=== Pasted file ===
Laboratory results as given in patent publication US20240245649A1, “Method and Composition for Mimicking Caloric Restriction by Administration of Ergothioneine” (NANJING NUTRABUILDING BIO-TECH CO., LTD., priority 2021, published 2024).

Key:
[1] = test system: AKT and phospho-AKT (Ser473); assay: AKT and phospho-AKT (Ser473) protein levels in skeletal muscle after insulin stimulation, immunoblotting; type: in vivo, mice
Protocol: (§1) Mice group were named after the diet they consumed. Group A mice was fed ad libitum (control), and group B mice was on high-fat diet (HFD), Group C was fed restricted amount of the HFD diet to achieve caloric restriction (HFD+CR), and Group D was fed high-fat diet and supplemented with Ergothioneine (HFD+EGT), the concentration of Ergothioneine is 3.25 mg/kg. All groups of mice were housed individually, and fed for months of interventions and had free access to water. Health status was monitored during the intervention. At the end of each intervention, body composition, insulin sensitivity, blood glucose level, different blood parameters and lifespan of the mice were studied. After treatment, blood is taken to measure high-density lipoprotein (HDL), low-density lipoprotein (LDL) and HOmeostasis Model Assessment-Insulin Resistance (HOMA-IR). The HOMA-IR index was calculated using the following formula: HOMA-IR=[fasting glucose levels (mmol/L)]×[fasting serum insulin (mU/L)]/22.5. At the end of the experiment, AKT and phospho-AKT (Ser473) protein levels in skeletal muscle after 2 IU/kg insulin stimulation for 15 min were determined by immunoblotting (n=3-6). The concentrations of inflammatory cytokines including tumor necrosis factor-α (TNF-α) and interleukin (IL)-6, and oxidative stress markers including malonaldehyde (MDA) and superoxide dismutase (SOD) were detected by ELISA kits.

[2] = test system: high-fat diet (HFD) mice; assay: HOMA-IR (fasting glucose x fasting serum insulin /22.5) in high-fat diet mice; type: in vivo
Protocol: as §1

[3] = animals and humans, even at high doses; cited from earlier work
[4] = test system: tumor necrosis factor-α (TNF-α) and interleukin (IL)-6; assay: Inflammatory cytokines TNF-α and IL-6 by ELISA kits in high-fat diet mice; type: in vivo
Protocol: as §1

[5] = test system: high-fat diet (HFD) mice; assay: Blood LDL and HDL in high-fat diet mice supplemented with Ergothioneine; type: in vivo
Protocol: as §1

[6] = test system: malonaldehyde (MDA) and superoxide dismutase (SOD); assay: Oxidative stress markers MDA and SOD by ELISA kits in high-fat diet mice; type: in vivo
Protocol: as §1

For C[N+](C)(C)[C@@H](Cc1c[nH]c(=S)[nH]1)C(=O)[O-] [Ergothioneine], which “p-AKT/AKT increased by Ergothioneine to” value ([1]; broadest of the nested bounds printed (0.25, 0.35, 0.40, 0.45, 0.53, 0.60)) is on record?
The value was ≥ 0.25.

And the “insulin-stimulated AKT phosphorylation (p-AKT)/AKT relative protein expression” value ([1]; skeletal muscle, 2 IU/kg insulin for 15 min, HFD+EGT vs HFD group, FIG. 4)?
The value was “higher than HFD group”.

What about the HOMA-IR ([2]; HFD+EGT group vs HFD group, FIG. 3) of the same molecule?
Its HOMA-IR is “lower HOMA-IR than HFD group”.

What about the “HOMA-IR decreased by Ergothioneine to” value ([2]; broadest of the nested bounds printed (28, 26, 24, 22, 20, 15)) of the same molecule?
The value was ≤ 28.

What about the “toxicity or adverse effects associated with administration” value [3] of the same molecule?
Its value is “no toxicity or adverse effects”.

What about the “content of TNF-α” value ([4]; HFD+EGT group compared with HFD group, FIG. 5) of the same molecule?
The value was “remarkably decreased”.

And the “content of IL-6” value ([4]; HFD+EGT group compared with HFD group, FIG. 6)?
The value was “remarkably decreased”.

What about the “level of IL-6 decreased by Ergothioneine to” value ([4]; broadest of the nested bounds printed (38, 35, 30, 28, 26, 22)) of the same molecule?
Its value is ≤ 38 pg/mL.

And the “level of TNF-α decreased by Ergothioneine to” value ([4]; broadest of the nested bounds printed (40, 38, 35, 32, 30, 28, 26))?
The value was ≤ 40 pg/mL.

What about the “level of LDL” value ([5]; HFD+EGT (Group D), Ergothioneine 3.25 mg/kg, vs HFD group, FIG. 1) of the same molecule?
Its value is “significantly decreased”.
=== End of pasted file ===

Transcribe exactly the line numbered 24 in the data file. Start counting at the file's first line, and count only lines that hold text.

What about the “content of TNF-α” value ([4]; HFD+EGT group compared with HFD group, FIG. 5) of the same molecule?